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US Businesses See Moderation In Inflation Ahead, Fed Survey Shows

A woman enters a retail store with discounts during the holiday season in New York City, U.S., December 21, 2022.

U.S. economic activity increased slightly from January through late February and price increases remained widespread, but businesses reported a moderation in inflation that they expect to continue this year, the Federal Reserve said in a report on Wednesday.

The U.S. central bank released its latest temperature check on the state of the economy a day after Fed Chair Jerome Powell said policymakers may have to raise interest rates higher and possibly at a faster pace than anticipated following recent stronger-than-expected readings on the labor market, consumer spending and inflation.

The Fed raised rates last year at the fastest pace in 40 years in a bid to cool demand across the economy and bring inflation back down toward its 2% goal. But after some softening late last year, the economy has since rebounded and price increases have reaccelerated.

“Overall economic activity increased slightly in early 2023,” the Fed said in the survey, known as the “Beige Book,” which was conducted across its 12 districts through Feb. 27. “Amid heightened uncertainty, contacts did not expect economic conditions to improve much in the months ahead.”

Fed policymakers have been keeping a keen ear on feedback from business contacts around the country as they attempt to quash price pressures without tipping the economy into recession. The Fed’s benchmark overnight interest rate is currently in the 4.50%-4.75% range.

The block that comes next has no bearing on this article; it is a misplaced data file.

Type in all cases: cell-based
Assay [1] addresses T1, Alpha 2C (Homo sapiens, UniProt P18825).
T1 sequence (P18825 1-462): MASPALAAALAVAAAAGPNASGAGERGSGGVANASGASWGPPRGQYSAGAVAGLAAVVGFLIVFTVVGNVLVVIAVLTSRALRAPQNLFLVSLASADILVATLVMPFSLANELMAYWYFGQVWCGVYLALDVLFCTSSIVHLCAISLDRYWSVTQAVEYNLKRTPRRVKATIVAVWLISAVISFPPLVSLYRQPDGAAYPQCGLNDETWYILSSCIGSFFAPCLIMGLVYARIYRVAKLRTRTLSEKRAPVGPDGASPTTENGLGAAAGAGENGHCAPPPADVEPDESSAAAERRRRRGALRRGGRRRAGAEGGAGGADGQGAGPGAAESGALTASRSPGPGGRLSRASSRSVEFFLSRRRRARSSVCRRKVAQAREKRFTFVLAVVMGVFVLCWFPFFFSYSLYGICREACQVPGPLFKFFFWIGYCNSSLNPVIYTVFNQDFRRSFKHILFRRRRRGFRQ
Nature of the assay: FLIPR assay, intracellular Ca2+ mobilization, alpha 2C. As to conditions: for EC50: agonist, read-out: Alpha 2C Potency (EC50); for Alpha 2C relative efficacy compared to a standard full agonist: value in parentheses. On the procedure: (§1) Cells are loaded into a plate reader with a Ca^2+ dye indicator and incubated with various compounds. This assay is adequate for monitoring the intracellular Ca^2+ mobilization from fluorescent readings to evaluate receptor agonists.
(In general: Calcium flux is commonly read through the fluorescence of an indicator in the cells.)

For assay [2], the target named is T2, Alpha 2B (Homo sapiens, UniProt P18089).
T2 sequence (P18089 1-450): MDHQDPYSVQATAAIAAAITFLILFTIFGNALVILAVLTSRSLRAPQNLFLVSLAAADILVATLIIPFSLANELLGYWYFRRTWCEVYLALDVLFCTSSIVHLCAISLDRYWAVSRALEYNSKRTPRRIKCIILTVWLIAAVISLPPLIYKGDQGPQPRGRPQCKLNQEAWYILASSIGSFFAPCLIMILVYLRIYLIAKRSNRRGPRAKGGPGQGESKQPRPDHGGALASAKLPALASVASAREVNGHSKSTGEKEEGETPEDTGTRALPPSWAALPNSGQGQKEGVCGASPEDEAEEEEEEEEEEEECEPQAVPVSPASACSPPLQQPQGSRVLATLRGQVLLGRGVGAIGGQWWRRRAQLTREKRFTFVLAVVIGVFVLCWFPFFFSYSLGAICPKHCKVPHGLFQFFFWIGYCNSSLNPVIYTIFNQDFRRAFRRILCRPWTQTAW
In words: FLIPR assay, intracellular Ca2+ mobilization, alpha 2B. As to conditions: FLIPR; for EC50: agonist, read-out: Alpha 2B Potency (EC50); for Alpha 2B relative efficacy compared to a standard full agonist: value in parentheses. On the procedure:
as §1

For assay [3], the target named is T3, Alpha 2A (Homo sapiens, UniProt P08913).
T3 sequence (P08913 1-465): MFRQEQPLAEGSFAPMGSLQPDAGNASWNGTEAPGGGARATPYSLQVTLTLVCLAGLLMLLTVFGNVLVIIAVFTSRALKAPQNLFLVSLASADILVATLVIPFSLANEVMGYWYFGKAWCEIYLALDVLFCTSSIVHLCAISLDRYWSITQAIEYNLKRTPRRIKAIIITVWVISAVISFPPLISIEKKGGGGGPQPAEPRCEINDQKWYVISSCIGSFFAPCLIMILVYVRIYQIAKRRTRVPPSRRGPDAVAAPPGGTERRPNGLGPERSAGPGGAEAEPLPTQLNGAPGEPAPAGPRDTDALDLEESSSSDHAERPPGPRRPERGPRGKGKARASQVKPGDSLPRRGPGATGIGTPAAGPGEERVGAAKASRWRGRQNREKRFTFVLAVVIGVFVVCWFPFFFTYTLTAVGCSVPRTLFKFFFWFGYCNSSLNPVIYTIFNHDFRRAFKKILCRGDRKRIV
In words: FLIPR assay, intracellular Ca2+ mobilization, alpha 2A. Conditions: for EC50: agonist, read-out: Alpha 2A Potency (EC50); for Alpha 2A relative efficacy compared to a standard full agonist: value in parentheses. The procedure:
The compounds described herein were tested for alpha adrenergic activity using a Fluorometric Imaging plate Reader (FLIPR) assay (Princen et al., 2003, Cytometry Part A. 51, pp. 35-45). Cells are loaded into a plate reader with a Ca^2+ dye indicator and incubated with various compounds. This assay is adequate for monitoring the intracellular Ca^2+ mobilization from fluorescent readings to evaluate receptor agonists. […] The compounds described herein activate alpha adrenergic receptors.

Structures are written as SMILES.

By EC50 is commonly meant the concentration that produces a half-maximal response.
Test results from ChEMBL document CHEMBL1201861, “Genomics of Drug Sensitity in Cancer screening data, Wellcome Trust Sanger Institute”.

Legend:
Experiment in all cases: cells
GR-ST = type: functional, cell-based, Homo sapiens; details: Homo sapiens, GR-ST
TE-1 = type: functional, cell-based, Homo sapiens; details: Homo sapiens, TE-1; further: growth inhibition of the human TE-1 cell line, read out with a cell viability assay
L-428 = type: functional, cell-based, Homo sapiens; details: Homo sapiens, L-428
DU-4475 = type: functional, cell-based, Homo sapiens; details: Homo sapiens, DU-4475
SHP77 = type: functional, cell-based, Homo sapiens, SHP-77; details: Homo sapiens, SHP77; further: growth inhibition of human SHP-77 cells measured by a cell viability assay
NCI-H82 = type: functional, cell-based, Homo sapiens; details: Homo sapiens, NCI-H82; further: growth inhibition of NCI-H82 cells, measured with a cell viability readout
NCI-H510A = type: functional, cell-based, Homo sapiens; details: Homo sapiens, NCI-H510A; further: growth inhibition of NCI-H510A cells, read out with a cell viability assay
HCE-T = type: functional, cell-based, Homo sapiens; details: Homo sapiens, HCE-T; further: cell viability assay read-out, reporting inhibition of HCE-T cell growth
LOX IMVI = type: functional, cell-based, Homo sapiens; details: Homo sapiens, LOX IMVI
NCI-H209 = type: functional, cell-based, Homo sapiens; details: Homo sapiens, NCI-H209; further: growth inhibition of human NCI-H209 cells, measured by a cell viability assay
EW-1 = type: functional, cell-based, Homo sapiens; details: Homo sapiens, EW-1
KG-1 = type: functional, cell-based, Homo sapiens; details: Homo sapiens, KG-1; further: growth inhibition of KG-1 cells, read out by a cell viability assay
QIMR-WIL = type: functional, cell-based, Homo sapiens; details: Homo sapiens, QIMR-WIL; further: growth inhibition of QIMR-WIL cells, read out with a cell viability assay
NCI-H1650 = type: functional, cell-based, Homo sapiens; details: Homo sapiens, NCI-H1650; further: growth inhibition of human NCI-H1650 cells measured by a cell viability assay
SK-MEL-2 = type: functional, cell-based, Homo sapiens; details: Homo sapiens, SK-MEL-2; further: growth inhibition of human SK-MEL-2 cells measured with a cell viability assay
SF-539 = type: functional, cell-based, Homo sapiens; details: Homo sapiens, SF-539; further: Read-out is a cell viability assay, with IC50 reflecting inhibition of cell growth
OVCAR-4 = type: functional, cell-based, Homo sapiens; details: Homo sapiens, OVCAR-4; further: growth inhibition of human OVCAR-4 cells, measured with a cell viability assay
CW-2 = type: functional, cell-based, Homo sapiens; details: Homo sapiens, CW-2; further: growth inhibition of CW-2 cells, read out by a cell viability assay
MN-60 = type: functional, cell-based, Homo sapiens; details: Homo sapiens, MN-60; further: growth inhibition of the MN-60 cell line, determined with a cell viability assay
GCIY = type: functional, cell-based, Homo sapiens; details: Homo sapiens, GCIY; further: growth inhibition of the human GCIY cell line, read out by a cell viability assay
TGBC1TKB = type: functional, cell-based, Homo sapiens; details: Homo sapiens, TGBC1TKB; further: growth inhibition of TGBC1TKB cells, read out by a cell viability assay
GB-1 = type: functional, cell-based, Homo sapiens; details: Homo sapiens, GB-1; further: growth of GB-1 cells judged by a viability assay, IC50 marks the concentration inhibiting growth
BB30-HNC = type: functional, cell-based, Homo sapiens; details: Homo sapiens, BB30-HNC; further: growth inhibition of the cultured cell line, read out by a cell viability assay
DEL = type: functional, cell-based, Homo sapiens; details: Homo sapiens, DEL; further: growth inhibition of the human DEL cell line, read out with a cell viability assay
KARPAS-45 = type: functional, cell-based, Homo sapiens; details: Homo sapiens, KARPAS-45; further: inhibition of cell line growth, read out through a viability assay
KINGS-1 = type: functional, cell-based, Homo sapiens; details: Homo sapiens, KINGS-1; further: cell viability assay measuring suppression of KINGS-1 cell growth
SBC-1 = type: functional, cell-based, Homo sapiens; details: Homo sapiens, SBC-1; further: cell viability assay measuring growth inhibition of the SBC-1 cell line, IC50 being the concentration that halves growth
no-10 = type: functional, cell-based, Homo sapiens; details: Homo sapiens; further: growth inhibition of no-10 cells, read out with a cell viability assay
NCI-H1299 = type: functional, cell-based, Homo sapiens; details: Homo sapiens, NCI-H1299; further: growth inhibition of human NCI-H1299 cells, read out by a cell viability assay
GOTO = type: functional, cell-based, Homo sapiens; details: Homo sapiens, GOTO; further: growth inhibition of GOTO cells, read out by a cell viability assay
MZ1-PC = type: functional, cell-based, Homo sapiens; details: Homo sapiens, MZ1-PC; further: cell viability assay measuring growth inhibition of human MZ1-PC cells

The report also noted that inflation pressures remained widespread but price increases moderated in many of the Fed’s regional districts.

“Looking ahead, contacts expected price increases to continue to moderate over the year,” the report said.

By the Fed’s preferred measure, inflation in January was running at a 5.4% annual rate and posted its largest monthly increase since June 2022.

Making the Fed’s task even more difficult, job gains surged in January and the unemployment rate fell to the lowest reading since 1969. Fed policymakers have made clear that there would have to be some easing in labor market shortages in order for wage pressures to ease.

The U.S. Labor Department reported earlier on Wednesday that job openings fell less than expected in January and data for the prior month were revised higher, pointing to persistently tight labor market conditions.

The Labor Department is scheduled to release its closely-watched employment report for February on Friday.